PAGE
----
‘Synths’, ‘Robots’, ‘Cyborgs’? Rethinking similarities and differences in social relations

Have you been watching ‘Humans’, the British science fiction television series about a society (in the not too far distant future) where much of the work is done by ‘synths’ (human-like advanced robots)? You might have also seen the (2004) movie ‘I, Robot’ starring Will Smith, and more recently, the movie, ‘Ex Machina’ (2015), starring Alicia Vikander. All focus on the troubling question of what makes a human in the context of technological developments which obscure boundaries between ‘natural’ beings and ‘technological’ beings –  and especially, in ‘Humans’ and ‘Ex Machina’, the story-lines have interesting things to say about gender.

In the social sciences, it’s the concept of ‘the cyborg’ that has been used to analyse the ways that advanced technologies blur boundaries between, on the one hand, ‘natural’ human bodies and, on the other, ‘artificial’, ‘automated’ and ‘digital’ human bodies. It’s a concept especially associated with Donna Haraway, a US professor whose work has focused on science, technology and feminism. In her original formulation, Haraway defined cyborgs as ‘hybrid creatures’, composed of those ‘special kinds’ of organisms and machines appropriate to the late twentieth and early twenty-first centuries (Haraway 1991). More recently, Haraway (2012) has argued that, rather than hybrids, cyborgs are best understood as ‘string figures’. In Haraway’s words, cyborgs are ‘things’ or ‘relatings’ that are ‘ontologically heterogeneous, historically situated, materially rich, virally proliferating’ and which are ‘constitutively full of multiscalar, multitemporal, multimaterial critters of both living and non-living persuasions’ (2012: 301).  As Lupton (2013) explains, this shift in Haraway’s understanding from cyborg as ‘hybrids’ to cyborg as ‘string figures’ is intended to emphasise the multiplicity and intricate complexities of the intertwinings, patternings and assemblages of technoscience, human bodies and animal bodies. Haraway’s argument is that concepts of cyborg/string figures hold promise as a way of re-thinking similarities and differences in social relations.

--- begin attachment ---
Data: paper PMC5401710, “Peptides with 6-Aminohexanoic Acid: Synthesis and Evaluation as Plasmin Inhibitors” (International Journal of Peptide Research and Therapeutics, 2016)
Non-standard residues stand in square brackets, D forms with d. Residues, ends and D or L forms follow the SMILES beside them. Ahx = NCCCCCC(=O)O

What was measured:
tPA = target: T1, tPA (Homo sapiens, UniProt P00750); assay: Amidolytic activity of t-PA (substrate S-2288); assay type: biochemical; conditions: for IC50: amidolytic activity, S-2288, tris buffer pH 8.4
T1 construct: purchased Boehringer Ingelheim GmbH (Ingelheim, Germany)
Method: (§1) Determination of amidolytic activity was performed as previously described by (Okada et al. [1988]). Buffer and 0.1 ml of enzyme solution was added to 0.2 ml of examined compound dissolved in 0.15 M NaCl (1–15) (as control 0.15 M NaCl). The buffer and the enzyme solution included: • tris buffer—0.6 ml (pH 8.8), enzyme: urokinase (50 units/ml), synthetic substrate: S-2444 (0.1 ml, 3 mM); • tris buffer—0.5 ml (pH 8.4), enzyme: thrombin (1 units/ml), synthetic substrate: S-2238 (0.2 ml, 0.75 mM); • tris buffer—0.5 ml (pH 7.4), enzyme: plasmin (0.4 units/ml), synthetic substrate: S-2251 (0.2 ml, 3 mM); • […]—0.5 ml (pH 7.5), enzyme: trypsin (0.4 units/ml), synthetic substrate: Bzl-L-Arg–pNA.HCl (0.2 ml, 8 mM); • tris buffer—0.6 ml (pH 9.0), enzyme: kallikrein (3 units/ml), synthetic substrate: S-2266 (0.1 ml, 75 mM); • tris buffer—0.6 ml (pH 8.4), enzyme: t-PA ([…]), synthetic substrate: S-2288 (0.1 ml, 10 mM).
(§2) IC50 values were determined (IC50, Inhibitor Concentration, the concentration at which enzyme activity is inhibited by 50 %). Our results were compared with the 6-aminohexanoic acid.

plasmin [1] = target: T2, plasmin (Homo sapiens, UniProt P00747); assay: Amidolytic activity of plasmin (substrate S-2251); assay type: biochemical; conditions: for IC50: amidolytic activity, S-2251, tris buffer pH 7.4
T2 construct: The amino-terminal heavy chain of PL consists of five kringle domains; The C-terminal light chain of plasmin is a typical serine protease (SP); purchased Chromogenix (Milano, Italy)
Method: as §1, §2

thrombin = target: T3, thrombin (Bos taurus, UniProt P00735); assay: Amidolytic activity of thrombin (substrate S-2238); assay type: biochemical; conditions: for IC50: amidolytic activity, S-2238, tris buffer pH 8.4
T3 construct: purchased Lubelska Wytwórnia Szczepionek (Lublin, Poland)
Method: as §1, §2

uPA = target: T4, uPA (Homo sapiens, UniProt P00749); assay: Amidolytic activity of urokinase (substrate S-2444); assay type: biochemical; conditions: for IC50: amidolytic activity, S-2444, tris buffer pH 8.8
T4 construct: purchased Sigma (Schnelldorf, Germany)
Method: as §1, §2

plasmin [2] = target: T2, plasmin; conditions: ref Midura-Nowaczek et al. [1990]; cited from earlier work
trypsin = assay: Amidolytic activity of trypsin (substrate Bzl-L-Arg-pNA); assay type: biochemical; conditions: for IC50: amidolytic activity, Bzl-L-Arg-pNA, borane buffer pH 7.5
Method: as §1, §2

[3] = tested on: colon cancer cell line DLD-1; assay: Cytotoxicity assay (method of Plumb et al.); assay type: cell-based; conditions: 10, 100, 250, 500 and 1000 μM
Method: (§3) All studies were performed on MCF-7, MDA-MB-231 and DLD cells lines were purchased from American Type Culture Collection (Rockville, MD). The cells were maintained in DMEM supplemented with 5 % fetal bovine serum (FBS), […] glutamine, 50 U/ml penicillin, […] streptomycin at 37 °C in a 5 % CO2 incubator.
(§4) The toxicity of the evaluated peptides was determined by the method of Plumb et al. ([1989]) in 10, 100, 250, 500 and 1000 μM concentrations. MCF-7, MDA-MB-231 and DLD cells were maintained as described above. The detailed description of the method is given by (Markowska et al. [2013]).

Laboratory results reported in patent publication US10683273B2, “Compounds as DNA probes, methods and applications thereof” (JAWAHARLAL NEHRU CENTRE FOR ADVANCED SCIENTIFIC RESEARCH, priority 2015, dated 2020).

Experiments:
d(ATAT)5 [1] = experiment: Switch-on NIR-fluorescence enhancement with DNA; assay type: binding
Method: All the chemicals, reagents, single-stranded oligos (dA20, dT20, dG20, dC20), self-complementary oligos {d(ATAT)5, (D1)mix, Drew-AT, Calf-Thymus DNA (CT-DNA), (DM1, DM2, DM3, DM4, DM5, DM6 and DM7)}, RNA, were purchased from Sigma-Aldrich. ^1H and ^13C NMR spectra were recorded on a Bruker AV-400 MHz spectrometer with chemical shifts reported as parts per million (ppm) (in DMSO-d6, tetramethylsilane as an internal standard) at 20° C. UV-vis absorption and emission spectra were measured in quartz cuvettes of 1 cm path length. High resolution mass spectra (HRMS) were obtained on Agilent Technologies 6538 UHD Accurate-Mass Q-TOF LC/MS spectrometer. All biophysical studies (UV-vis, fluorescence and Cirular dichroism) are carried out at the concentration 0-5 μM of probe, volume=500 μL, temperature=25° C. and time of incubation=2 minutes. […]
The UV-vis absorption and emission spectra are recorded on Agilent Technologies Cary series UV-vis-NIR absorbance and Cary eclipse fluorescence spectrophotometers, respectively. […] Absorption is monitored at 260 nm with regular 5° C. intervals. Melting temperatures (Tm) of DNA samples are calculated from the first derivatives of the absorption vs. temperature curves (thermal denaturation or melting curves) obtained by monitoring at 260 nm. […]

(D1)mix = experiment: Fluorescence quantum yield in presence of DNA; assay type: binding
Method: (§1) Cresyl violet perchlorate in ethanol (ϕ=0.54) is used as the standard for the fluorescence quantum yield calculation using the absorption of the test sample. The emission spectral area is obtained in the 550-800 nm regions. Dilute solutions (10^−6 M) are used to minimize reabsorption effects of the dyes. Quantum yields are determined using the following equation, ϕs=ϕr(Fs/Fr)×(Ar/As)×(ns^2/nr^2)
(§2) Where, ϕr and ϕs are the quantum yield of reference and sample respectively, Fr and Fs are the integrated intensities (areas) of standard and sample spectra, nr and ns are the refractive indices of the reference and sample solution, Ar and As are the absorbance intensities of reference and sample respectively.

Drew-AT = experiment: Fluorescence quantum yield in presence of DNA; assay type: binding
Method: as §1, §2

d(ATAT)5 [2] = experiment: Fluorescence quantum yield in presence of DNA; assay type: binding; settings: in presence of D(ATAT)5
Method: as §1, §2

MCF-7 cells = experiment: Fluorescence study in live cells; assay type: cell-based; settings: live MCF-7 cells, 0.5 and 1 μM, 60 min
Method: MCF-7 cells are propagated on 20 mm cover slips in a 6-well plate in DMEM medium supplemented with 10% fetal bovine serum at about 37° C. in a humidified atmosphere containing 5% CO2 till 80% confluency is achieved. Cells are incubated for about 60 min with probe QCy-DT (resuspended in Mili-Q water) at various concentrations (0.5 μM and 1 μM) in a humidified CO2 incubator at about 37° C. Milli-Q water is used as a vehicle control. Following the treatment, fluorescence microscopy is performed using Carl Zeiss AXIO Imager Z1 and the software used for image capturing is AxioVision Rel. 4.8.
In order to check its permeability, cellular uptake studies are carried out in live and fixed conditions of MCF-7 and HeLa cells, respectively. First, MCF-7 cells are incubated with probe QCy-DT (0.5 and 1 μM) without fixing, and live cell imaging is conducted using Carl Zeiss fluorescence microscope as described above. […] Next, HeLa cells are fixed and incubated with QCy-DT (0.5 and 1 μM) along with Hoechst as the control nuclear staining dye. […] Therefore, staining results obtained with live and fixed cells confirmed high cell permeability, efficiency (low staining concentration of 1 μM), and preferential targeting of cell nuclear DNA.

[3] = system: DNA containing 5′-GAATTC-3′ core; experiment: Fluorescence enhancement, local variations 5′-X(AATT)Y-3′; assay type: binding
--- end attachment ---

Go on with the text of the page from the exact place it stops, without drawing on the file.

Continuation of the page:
In gender studies, the concept of the cyborg – whether understood as a hybrid or as a string figure – has influenced analyses of relationships between nature, bodies and culture, and the theorising of identity and ‘difference’. For example, Fouché (2012) explores how the concept of the cyborg can be used to intervene in and reconceptualise commonly understood notions of gender, bodies, and identity in the world of sport. Fouché focuses on the case of Caster Semanya, an athlete whose exceptional performances in women’s track events lead to her being subjected to ‘gender verification’, via technoscience testing. In Fouché’s analysis, Semanya’s experiences show that sporting organizations have yet to develop a scientific understanding that bodies do not simply conform to the binary of female and male. Fouché concludes that embracing the cyborg in athletes has the potential to resolve deep-seated social tensions within sport around bodies and performance. ‘Specifically, the cyborg understanding of athletes can be leveraged to reconstruct competitions that are no longer based on sex or gender’ (2012: 289).